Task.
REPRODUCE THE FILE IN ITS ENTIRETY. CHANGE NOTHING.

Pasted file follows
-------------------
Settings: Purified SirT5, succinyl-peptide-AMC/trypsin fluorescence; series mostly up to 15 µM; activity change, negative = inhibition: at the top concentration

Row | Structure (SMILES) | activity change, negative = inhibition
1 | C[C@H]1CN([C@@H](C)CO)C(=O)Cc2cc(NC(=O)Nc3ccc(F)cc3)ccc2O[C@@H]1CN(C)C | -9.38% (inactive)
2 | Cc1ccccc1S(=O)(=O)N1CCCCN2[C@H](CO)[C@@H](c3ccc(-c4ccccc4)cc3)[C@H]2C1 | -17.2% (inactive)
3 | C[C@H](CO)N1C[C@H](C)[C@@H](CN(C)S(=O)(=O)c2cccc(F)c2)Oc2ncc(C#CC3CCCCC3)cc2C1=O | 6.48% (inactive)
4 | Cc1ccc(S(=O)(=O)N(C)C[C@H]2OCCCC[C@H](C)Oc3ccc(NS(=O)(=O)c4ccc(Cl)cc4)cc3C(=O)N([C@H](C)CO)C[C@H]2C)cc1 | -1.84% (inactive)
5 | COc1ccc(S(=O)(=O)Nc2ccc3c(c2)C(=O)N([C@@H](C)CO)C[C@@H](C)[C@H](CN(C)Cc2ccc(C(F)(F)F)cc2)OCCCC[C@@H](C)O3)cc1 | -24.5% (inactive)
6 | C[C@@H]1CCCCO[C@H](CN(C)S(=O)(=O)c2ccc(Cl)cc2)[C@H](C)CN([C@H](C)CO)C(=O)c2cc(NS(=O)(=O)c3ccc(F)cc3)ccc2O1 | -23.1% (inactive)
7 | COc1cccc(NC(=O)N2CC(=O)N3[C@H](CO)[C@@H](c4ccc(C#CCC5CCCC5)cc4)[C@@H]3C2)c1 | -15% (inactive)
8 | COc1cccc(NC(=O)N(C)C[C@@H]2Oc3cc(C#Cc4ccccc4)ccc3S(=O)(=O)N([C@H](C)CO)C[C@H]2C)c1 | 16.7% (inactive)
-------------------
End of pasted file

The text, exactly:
Settings: Purified SirT5, succinyl-peptide-AMC/trypsin fluorescence; series mostly up to 15 µM; activity change, negative = inhibition: at the top concentration

Row | Structure (SMILES) | activity change, negative = inhibition
1 | C[C@H]1CN([C@@H](C)CO)C(=O)Cc2cc(NC(=O)Nc3ccc(F)cc3)ccc2O[C@@H]1CN(C)C | -9.38% (inactive)
2 | Cc1ccccc1S(=O)(=O)N1CCCCN2[C@H](CO)[C@@H](c3ccc(-c4ccccc4)cc3)[C@H]2C1 | -17.2% (inactive)
3 | C[C@H](CO)N1C[C@H](C)[C@@H](CN(C)S(=O)(=O)c2cccc(F)c2)Oc2ncc(C#CC3CCCCC3)cc2C1=O | 6.48% (inactive)
4 | Cc1ccc(S(=O)(=O)N(C)C[C@H]2OCCCC[C@H](C)Oc3ccc(NS(=O)(=O)c4ccc(Cl)cc4)cc3C(=O)N([C@H](C)CO)C[C@H]2C)cc1 | -1.84% (inactive)
5 | COc1ccc(S(=O)(=O)Nc2ccc3c(c2)C(=O)N([C@@H](C)CO)C[C@@H](C)[C@H](CN(C)Cc2ccc(C(F)(F)F)cc2)OCCCC[C@@H](C)O3)cc1 | -24.5% (inactive)
6 | C[C@@H]1CCCCO[C@H](CN(C)S(=O)(=O)c2ccc(Cl)cc2)[C@H](C)CN([C@H](C)CO)C(=O)c2cc(NS(=O)(=O)c3ccc(F)cc3)ccc2O1 | -23.1% (inactive)
7 | COc1cccc(NC(=O)N2CC(=O)N3[C@H](CO)[C@@H](c4ccc(C#CCC5CCCC5)cc4)[C@@H]3C2)c1 | -15% (inactive)
8 | COc1cccc(NC(=O)N(C)C[C@@H]2Oc3cc(C#Cc4ccccc4)ccc3S(=O)(=O)N([C@H](C)CO)C[C@H]2C)c1 | 16.7% (inactive)